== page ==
My safety net(s)

I have had one of those weeks. The confluence the climax of a journey I have been on acutely since the start of the Lent this year (and more chronically for at least the last six years), and the serious illness of someone close to me has made it quite a week. In addition, as minor players, it is the start of exams and I have the third cold in as many months.

I am done in.

Yesterday was a duvet day.

It was also a day that I went to see my spiritual director. I am still astounded at God’s grace in bringing this particular person into my life.

Now, as I think back over this crazy week of emotional turmoil I realise that I have had not just one, but several safety nets.

Firstly, the email conversation with a friend. A conversation where I can speak my fears and concerns and have them held lovingly. It is a safe place where I could process the stuff in my head out loud and not fear judgement. What a grace!

Secondly, the friend and colleague who simply said – if you need to get on a plane, all you have to do is make me a list of what I need to take care of. And I know her offer was genuine, because I made the same offer to her a little over a year ago. She would have marked my exams herself if need be.

Thirdly, the two people whom I am leading a spirituality course with – I sent them an email just to say I may have a problem. The immediate response was simply thoughts and prayers with you – if I had had to drop the course I could have, they would have made a plan.

Finally, my spiritual director who painstakingly helped me untie and discern my way through the minefield of stuff.

With any one of these safety nets I would call myself blessed – that I have so many – I am astounded. How can this possibly be my life? And yet here I am.

It doesn’t change any of the detail, but it makes it all so much more manageable.

Sacred spaces

A young friend of mine is working on an assignment. She asked me to respond to a couple of questions about my living space, and it got me thinking…

I love where I live. I’m sure it wouldn’t be everyone’s first choice but it works very well for me. Aside from the convenience and security afforded by the situation, it is a happy space for me. I get to watch the sun rising over the mountains as I sit in my bed for my morning prayer. I have magnificent view of the Table Mountain range from my study.

My lounge is a sacred space too. It is a space where I get to have good conversations. Conversations with friends which last long into the night, over all sorts of things. Conversations with those who come for spiritual direction and supervision – which are much more focused.

I am not the kind of person who needs my living space to look ‘just so’. I have bought furniture that I like, and haven’t quite got around to hanging my pictures. And yet somehow my living space is my sanctuary. It is a place where I feel entirely myself.

There are other spaces in my life which I would consider sacred – being immersed in nature is always reviving for my spirit. And there are a few places which are deeply laded with particular memories – the Kolbe library and chapel, the chapel at Loyola Hall, the chapel at St Beuno’s. I am deeply appreciative of those spaces, and the memories associated with them.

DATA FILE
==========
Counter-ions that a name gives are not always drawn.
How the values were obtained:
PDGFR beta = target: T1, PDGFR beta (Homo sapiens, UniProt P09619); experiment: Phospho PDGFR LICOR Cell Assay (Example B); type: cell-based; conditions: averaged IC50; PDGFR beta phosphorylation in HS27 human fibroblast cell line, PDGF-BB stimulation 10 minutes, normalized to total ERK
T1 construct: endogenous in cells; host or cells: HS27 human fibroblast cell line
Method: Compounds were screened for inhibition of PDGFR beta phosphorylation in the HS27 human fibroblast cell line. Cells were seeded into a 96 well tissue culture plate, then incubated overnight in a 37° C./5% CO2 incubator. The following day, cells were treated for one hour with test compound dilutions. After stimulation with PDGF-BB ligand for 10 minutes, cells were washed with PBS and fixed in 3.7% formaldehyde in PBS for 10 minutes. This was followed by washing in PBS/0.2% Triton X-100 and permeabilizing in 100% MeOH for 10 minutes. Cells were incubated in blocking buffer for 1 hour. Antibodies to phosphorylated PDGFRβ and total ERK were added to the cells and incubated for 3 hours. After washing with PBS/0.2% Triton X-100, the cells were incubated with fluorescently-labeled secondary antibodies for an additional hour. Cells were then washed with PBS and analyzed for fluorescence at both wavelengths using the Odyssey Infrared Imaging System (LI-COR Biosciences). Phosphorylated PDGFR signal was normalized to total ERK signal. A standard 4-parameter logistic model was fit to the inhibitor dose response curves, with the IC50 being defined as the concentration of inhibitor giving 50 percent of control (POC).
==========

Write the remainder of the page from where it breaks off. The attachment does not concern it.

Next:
But for now, I am most grateful that my home provides me with such a sanctuary: A space both of retreat and of rich encounter.

Growing into spiritual direction

In the midst of teaching a course on spiritual direction, I find myself once again reflecting on my own journey. Spiritual directors tend to be older. There is a wisdom that come with having lived a reflective life over decades and seeing God at work in all of that. I began working full time as a spiritual director at the age of 27. Ten years on, I am still significantly younger than most spiritual directors.

I am deeply indebted to those who journeyed with me in my early twenties. They helped to lay a substantial foundation in teaching me how to notice and how to name the feelings that were going on in me. Occasionally, I encounter people who remind me of the person I might have been if I had not had the opportunity to explore this field. I am reminded of my early struggles to answer that most simple question ‘How are you feeling?’ I really didn’t know how to access that information and I was determined to be ‘fine’.

I would not be who I am today without the years of both giving and receiving spiritual direction. There has been a great gift in growing up as spiritual director. I don’t mean that literally, but certainly the kind of maturation process that takes place as a direct result of grappling with whole complex reality that is life is a real gift. I am grateful that I have been able to watch myself growing into the role, and that I have had the tools of spiritual direction at my disposal as I have grappled with some major life challenges. I am not sure whether I am a better spiritual director now or not, I suspect that I am though, because I am not afraid of sitting through the pain and confusion of life. I understand that it is important to engage with and process the pain, and to engage with and process the joy. It has been a great blessing to be able to watch myself grow into this role. Sometimes I look back to starting at Loyola Hall ten years ago and I wonder what audacity I had, but all that is useful to do now is to look back in gratitude for all that I have learnt along the way.

This brings me to the two most important tools of spiritual direction – the capacity to sit with one’s own journey, and a fundamental belief that God will show up. I believe that both are crucial, and both require vigilant discernment. And I learnt both from sitting with people and listening to their journeys.